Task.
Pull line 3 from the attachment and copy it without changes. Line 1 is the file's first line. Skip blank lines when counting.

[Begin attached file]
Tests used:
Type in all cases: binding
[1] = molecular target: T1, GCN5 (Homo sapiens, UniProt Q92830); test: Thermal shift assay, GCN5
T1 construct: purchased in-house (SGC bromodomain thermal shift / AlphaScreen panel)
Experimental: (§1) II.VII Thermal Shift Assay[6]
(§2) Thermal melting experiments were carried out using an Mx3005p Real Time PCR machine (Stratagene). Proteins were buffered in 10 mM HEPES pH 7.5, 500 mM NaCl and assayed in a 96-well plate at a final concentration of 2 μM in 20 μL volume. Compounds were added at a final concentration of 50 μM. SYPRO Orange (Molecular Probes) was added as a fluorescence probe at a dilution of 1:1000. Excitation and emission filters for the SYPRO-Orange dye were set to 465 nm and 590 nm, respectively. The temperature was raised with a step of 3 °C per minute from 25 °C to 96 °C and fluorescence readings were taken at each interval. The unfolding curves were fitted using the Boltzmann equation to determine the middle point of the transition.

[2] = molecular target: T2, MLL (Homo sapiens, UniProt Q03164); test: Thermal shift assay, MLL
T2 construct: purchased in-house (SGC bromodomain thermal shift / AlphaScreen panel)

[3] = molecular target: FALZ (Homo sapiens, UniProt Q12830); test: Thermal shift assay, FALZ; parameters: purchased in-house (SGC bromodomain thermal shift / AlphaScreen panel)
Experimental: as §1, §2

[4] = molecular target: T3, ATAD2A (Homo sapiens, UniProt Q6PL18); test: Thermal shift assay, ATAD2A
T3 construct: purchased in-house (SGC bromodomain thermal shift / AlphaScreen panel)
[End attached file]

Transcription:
[1] = molecular target: T1, GCN5 (Homo sapiens, UniProt Q92830); test: Thermal shift assay, GCN5